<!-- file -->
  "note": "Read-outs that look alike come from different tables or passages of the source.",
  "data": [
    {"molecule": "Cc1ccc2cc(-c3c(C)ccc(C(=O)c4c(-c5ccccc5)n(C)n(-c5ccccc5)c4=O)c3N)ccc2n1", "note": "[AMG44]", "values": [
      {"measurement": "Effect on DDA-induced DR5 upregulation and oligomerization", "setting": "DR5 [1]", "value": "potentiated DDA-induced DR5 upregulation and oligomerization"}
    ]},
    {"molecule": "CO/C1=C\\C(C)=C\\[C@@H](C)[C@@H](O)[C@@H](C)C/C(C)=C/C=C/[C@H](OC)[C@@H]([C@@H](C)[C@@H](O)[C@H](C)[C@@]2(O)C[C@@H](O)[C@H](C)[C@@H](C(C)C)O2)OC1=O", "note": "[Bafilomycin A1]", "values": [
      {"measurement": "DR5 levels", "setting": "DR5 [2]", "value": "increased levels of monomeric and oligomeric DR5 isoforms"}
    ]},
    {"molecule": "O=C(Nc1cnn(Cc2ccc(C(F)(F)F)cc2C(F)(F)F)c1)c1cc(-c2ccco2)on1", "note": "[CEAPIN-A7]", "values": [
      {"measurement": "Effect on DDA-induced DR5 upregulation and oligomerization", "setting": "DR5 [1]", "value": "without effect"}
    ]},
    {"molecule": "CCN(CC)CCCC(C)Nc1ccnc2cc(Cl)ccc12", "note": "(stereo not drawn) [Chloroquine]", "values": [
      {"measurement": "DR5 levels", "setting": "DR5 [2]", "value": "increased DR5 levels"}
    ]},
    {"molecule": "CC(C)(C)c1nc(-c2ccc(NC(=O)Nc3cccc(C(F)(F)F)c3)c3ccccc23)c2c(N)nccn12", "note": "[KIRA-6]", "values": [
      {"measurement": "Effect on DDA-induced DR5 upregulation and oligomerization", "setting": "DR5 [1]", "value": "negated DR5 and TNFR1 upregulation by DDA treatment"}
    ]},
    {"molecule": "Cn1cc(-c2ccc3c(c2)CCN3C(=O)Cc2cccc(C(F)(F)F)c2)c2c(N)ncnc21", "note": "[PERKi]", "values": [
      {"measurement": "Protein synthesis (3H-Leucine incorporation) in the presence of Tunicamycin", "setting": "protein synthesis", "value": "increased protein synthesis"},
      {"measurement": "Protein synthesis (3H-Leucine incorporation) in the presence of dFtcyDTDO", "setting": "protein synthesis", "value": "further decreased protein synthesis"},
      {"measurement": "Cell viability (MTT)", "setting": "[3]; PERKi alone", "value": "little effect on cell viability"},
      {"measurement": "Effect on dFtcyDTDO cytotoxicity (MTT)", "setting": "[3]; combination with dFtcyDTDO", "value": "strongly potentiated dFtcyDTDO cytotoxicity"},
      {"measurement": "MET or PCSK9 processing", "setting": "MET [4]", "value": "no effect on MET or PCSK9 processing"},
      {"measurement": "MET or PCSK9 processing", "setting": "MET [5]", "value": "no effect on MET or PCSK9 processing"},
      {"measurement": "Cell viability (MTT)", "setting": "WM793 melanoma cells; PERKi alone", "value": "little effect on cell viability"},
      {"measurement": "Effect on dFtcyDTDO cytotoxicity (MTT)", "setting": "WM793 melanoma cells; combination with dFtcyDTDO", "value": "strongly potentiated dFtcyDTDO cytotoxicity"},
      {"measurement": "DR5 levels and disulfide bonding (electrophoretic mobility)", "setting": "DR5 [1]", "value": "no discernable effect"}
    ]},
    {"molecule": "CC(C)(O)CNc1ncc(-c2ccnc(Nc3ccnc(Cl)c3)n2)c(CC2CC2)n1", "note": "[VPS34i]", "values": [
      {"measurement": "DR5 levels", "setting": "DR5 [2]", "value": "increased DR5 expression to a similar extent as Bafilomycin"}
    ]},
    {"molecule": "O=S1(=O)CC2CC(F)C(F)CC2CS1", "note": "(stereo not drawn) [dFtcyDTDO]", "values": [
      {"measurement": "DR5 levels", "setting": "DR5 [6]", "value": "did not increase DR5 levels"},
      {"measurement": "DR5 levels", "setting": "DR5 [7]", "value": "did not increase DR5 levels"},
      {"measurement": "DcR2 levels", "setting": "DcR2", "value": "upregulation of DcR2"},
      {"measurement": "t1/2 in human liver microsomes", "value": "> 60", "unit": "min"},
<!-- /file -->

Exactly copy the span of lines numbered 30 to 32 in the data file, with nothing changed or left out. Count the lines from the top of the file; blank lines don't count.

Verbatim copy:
      {"measurement": "DR5 levels", "setting": "DR5 [2]", "value": "increased DR5 expression to a similar extent as Bafilomycin"}
    ]},
    {"molecule": "O=S1(=O)CC2CC(F)C(F)CC2CS1", "note": "(stereo not drawn) [dFtcyDTDO]", "values": [